Silliman College has decided to cancel all future Safety Dances after eight hospitalizations followed Saturdayâ€™s event.
In a Monday night email to the News following this weekâ€™s Silliman Activities and Administrative Committee meeting, Safety Dance organizers Nicole De Santis â€™15 and Hannah Fornero â€™15 announced that the â€œrisk and liability of the Safety Dance are too great for us to continue having it.â€ Though new efforts were made at this yearâ€™s Safety Dance to help improve student safety, binge drinking and hospital transports still dominated the event. Silliman College Master Judith Kraus said three students were transported from the dance site to Yale-New Haven Hospital, and that another five were transported from several other locations on campus â€” marking a significant increase from last yearâ€™s five students in total. Krauss said that aside from those students transported due to intoxication, many others were excessively intoxicated and engaged in inappropriate behavior.
â€œThere were countless incidents inside the dance, most of them unrepeatable, that can be directly attributed to drunkenness,â€ Krauss said.
Master K has always been the biggest sourpuss on campus. Just a curmudgeony old witch with a total no fun attitude. This quote blew me away:
“â€œThere were countless incidents inside the dance, most of them unrepeatable, that can be directly attributed to drunkenness,â€ Krauss said.”
It calls to mind Neidermeyer’s line from the disciplinary hearing in Animal House: “And most recently of all, a “Roman Toga Party” was held from which we have received more than two dozen reports of individual acts of perversion SO profound and disgusting that decorum prohibits listing them here”
“…ambulances picked up the other five students from different locations around campus, attributing these cases to excessive pre-gaming.”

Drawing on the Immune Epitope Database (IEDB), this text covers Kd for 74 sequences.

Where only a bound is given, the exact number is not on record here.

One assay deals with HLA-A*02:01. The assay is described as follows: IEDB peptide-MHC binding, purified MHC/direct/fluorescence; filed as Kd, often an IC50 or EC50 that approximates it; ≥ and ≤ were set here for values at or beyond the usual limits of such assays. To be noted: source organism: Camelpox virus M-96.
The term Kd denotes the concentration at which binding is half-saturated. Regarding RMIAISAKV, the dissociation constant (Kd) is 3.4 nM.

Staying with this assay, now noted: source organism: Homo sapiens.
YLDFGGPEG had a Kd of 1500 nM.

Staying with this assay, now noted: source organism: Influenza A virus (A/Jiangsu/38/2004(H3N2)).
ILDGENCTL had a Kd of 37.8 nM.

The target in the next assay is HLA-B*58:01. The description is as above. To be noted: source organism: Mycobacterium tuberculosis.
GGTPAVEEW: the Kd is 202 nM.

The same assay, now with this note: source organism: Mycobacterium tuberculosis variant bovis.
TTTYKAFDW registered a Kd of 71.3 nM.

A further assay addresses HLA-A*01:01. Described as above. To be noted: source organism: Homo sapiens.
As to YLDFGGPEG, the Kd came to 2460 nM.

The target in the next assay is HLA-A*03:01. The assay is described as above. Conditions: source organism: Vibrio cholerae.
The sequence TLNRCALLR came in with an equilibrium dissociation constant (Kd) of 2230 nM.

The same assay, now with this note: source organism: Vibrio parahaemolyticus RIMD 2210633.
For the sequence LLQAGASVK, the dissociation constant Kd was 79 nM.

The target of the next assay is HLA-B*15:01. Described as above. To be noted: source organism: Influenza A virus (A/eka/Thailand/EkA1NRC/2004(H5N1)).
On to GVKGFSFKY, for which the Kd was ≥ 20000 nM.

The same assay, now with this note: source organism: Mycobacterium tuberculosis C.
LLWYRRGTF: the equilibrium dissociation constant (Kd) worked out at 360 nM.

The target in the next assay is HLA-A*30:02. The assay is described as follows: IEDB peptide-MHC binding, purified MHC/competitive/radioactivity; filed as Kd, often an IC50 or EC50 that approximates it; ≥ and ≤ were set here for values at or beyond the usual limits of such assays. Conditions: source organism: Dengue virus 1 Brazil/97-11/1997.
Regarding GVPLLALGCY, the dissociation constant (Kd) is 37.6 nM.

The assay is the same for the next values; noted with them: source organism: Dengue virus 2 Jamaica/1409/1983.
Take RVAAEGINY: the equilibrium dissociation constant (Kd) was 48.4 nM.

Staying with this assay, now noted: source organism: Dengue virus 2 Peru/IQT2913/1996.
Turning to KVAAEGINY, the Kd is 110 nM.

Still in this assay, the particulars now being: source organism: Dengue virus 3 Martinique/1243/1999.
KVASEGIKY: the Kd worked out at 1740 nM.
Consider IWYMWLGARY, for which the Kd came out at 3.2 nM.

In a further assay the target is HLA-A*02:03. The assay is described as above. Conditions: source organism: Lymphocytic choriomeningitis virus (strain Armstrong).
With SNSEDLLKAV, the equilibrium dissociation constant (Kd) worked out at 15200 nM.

As would be expected when you ban or heavily restrict access to alcohol at the event itself. Experience has shown that when access to alcohol is limited, students will simply hide in their rooms and rip shots before mixing up some sauce in a gatorate bottle or flask for the road. They’ll drink it quickly leading to a rapid and dangerous rise in BAC.
This whole thing is ironic given subject matter of the Men Without Hats song from which the dance’s name was derived. It was the band’s response to curmudgeons like Master K who thought the drunken, raucous new wave dance parties of the 80’s were detrimental to society. “We can dance if we want to…” Except at Yale.
13 drunks got carted off to the tank after the major party of the year attended by roughly 2300 undergraduates. Oh, me! oh, my!
In my day, of course, when you got yourself blue, blind, paralytic drunk, nobody came to the rescue with an ambulance. You had your own private session of worshipping the porcelain god, and then you staggered off to bed, doomed to rise eventually to experience the kind of hangover that makes one seriously consider embracing Mormonism.
In those days, Yale residential college masters were all incredibly distinguished, internationally renowned scholars, and representatives of armigerous families whose first American settler had signed the Mayflower Compact. They were worldly men, who had won fame by publishing major studies of prominent canonical subjects like Shakespeare or Dante, or who had written the definitive diplomatic history of the Madison Administration, or who presided over the Yale Library’s cataloguing of the papers of Benjamin Franklin.